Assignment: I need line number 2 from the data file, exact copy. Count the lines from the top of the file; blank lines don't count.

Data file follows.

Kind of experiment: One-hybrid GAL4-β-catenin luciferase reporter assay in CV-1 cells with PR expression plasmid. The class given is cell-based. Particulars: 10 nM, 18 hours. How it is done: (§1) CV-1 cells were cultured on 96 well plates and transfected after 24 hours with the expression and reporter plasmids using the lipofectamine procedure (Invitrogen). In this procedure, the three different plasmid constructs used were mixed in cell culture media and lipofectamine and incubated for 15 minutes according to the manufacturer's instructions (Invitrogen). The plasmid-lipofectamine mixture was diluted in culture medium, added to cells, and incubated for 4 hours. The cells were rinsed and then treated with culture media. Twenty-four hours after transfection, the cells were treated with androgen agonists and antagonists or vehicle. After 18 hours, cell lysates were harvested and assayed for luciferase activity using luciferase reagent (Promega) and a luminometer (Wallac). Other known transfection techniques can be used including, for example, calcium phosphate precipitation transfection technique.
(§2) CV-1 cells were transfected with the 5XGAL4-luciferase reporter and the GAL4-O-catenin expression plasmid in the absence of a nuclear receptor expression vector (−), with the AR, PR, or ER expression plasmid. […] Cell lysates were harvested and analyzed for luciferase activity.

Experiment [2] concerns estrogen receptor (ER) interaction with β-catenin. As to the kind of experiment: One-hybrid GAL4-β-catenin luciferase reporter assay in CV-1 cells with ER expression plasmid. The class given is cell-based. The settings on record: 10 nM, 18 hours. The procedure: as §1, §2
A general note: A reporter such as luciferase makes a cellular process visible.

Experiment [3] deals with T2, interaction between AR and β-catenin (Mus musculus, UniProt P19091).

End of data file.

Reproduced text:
(§2) CV-1 cells were transfected with the 5XGAL4-luciferase reporter and the GAL4-O-catenin expression plasmid in the absence of a nuclear receptor expression vector (−), with the AR, PR, or ER expression plasmid. […] Cell lysates were harvested and analyzed for luciferase activity.